By Adam Lovinus
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Over the past five years, singer/songwriter David Choi has wooed millions with his lulling voice and charming lyrics. And he's mostly done so while sitting with his guitar in his bedroom in Fullerton. Now, the 25-year-old YouTube star is flipping off the camera switch and performing (in person!) on his Forever & Ever Tour, singing tunes from his third album of the same name. Remember to put on pants for this one.
OC Weekly: You're often referred to as a "YouTube sensation." How do you feel about that descriptor?
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David Choi: People need to call me something, so I guess I'm okay with it. Though I'd rather not be confined in that little box. People don't take YouTube artists as seriously as major-label artists, but in reality, many are even more serious and playing for a lot more fans. I'd like it if people just listened to the music.
How is performing on tour different from performing in your bedroom?
It's a completely different vibe. There's more adrenalin. I get to meet everyone who has been watching me from behind the computer screen and feel their energy or lack of. It's still hard to release my emotions onstage. It's a really vulnerable thing for me because I get shy in front of people in general. But it's fun to get out of my box, out of my comfort zone. It molds me into a more well-rounded person.
You recently posted on Facebook, "I just wrote a really sad song. I almost made myself cry." Can you tell us more about it?
It has to do with a relationship; that's all I'll say. Whenever I write a song, I wait, like, a year before I release it so the people I've written it about don't know it's about them.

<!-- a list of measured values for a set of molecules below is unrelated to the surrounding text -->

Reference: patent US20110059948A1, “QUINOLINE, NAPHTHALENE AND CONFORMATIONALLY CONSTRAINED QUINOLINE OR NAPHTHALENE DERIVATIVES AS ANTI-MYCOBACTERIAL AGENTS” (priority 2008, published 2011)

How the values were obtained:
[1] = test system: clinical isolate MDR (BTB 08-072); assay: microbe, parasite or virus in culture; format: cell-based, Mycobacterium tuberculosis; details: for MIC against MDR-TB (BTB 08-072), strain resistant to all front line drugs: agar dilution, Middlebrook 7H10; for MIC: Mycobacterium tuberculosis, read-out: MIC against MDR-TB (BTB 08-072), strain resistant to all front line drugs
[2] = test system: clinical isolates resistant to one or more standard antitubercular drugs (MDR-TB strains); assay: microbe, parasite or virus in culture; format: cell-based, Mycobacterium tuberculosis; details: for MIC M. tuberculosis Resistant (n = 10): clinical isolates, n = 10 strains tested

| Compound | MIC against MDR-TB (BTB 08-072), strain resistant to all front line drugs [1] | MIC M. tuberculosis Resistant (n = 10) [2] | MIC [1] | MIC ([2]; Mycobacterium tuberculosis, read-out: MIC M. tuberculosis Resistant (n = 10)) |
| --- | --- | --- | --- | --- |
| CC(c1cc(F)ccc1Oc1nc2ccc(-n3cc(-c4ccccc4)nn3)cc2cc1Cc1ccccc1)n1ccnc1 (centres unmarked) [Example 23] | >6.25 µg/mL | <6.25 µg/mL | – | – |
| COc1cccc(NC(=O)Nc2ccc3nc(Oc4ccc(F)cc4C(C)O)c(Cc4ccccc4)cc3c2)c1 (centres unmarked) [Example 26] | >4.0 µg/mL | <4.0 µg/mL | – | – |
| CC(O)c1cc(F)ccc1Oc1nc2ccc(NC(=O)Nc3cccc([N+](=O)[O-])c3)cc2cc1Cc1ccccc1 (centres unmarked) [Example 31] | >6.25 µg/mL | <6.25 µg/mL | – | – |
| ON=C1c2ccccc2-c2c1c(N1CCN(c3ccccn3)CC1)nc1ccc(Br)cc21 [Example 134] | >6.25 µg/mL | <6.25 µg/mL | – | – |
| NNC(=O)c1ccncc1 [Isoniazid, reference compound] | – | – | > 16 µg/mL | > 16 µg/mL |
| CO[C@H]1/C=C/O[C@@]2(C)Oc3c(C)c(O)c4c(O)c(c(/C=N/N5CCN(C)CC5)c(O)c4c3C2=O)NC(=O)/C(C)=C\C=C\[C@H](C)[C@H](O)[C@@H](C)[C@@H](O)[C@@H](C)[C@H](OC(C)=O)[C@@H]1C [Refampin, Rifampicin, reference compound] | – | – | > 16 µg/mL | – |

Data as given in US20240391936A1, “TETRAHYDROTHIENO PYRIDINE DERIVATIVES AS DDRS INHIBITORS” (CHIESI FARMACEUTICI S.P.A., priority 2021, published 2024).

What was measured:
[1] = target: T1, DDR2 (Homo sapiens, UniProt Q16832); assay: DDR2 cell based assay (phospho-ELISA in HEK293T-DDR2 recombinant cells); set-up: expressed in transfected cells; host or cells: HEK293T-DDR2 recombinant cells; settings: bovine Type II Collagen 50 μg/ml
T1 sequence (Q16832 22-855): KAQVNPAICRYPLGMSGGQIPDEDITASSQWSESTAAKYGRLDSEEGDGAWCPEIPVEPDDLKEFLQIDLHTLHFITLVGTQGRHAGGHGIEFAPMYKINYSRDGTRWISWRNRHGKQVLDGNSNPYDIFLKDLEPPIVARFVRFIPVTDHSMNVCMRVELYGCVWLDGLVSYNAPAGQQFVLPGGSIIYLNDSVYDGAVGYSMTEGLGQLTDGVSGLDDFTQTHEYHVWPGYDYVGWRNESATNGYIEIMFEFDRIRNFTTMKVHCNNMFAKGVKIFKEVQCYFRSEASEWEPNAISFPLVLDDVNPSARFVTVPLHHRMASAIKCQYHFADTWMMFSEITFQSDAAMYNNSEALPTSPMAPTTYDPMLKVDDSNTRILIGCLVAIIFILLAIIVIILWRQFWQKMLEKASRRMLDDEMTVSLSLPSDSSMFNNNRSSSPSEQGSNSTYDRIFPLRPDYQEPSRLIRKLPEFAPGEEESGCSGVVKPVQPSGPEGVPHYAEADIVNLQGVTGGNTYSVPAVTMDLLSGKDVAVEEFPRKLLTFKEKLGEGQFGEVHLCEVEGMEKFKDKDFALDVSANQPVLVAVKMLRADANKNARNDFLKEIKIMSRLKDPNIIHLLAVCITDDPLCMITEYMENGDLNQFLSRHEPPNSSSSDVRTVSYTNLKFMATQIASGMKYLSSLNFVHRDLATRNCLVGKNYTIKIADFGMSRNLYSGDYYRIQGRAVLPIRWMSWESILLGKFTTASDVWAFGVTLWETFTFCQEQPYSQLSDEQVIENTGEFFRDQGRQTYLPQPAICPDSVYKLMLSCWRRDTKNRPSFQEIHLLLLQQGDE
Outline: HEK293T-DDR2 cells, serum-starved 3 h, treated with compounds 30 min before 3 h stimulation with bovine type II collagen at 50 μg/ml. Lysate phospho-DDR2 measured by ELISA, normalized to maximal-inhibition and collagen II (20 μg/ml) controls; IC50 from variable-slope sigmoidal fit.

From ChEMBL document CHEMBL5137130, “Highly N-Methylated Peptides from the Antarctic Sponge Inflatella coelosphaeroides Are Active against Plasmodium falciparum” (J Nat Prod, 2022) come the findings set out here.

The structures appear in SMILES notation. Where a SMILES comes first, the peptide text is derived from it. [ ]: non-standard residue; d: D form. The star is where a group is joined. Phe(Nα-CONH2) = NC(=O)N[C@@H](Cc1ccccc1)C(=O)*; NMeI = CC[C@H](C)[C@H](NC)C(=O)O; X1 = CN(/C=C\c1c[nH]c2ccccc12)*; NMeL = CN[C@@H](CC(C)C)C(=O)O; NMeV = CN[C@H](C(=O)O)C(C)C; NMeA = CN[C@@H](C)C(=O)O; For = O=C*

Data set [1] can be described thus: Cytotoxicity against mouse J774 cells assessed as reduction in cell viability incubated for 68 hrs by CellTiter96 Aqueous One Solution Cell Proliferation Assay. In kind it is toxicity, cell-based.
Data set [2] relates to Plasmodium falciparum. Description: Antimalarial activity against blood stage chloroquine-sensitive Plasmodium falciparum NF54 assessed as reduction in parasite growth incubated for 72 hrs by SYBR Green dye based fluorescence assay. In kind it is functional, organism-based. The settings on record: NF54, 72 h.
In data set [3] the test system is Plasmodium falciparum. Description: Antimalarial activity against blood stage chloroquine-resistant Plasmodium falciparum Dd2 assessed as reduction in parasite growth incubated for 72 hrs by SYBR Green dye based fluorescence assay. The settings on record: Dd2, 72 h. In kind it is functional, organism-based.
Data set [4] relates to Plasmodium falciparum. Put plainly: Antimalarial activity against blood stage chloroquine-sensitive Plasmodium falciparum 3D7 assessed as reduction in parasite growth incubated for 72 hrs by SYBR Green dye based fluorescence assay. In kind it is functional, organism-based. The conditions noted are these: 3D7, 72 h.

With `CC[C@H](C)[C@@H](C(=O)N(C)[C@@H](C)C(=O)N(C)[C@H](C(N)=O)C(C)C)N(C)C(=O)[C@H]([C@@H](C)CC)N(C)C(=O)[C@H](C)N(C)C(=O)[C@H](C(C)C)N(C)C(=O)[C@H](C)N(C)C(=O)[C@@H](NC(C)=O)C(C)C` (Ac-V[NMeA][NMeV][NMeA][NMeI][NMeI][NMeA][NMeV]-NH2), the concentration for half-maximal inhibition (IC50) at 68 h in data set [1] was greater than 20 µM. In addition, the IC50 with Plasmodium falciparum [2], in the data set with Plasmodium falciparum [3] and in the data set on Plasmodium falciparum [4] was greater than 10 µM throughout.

When and where does inspiration for your songs typically strike?
In the car, in the shower, on the toilet, anywhere. It usually comes at night when I'm really, really tired and about to fall asleep. That recently happened, so I got up and wrote and didn't go back to sleep until 6 a.m.
On one hand, SOPA is about protecting copyrights, which makes sense to me. But the trade-off is definitely not worth it. It shouldn't be at the expense of freedom. If someone wants to pirate my music, they'll find a way. The people who'll support me will support me. Yes, this is my living, and that's important, but what's more important to me is sharing my music.
Musical talent runs in your family. Your father recently won the Super Bowl of authoharp, the Mountain Laurel Autoharp Championship in Pennsylvania.
I'm definitely proud of him. It's a big deal, especially considering he's Asian and the autoharp is even folkier than a banjo. It's kind of funny at the same time.
You're known for your melancholy songs and somber expressions. Are we going to get to see you smile at your show?
[Laughs] Yes, I smile in person all the time.
This article appeared in print as "Beyond the 'Tube: David Choi leaves the Interwebz and steps into the real world."